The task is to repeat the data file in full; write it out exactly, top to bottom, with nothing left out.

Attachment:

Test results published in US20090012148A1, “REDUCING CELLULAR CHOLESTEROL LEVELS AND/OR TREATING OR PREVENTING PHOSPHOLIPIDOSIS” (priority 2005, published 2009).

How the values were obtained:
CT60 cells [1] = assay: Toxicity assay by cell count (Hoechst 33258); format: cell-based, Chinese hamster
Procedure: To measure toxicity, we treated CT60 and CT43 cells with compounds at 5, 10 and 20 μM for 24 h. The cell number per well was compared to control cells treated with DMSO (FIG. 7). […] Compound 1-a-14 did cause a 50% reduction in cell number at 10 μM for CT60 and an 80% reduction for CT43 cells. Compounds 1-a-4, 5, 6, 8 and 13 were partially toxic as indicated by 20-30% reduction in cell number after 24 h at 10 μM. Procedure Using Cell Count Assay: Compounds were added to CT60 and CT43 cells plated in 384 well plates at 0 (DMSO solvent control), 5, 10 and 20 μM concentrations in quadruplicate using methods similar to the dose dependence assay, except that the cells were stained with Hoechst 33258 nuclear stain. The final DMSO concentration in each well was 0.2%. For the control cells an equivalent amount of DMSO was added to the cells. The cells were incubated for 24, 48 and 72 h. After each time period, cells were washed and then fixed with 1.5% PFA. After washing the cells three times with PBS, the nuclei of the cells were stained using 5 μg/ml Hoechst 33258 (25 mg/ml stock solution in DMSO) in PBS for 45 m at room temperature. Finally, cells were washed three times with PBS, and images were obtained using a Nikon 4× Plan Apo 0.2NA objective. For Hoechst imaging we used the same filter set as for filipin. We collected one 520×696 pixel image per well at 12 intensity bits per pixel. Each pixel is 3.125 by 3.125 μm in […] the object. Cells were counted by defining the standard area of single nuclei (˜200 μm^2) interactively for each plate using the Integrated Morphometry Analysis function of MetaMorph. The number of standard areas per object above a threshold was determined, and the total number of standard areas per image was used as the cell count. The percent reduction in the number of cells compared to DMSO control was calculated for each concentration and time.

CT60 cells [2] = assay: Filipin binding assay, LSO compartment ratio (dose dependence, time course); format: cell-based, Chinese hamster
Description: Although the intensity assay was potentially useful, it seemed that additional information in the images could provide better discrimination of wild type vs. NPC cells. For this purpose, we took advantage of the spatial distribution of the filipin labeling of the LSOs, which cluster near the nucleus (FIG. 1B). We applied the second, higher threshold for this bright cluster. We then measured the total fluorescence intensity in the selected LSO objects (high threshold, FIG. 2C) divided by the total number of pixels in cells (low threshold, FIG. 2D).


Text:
Test results published in US20090012148A1, “REDUCING CELLULAR CHOLESTEROL LEVELS AND/OR TREATING OR PREVENTING PHOSPHOLIPIDOSIS” (priority 2005, published 2009).

How the values were obtained:
CT60 cells [1] = assay: Toxicity assay by cell count (Hoechst 33258); format: cell-based, Chinese hamster
Procedure: To measure toxicity, we treated CT60 and CT43 cells with compounds at 5, 10 and 20 μM for 24 h. The cell number per well was compared to control cells treated with DMSO (FIG. 7). […] Compound 1-a-14 did cause a 50% reduction in cell number at 10 μM for CT60 and an 80% reduction for CT43 cells. Compounds 1-a-4, 5, 6, 8 and 13 were partially toxic as indicated by 20-30% reduction in cell number after 24 h at 10 μM. Procedure Using Cell Count Assay: Compounds were added to CT60 and CT43 cells plated in 384 well plates at 0 (DMSO solvent control), 5, 10 and 20 μM concentrations in quadruplicate using methods similar to the dose dependence assay, except that the cells were stained with Hoechst 33258 nuclear stain. The final DMSO concentration in each well was 0.2%. For the control cells an equivalent amount of DMSO was added to the cells. The cells were incubated for 24, 48 and 72 h. After each time period, cells were washed and then fixed with 1.5% PFA. After washing the cells three times with PBS, the nuclei of the cells were stained using 5 μg/ml Hoechst 33258 (25 mg/ml stock solution in DMSO) in PBS for 45 m at room temperature. Finally, cells were washed three times with PBS, and images were obtained using a Nikon 4× Plan Apo 0.2NA objective. For Hoechst imaging we used the same filter set as for filipin. We collected one 520×696 pixel image per well at 12 intensity bits per pixel. Each pixel is 3.125 by 3.125 μm in […] the object. Cells were counted by defining the standard area of single nuclei (˜200 μm^2) interactively for each plate using the Integrated Morphometry Analysis function of MetaMorph. The number of standard areas per object above a threshold was determined, and the total number of standard areas per image was used as the cell count. The percent reduction in the number of cells compared to DMSO control was calculated for each concentration and time.

CT60 cells [2] = assay: Filipin binding assay, LSO compartment ratio (dose dependence, time course); format: cell-based, Chinese hamster
Description: Although the intensity assay was potentially useful, it seemed that additional information in the images could provide better discrimination of wild type vs. NPC cells. For this purpose, we took advantage of the spatial distribution of the filipin labeling of the LSOs, which cluster near the nucleus (FIG. 1B). We applied the second, higher threshold for this bright cluster. We then measured the total fluorescence intensity in the selected LSO objects (high threshold, FIG. 2C) divided by the total number of pixels in cells (low threshold, FIG. 2D).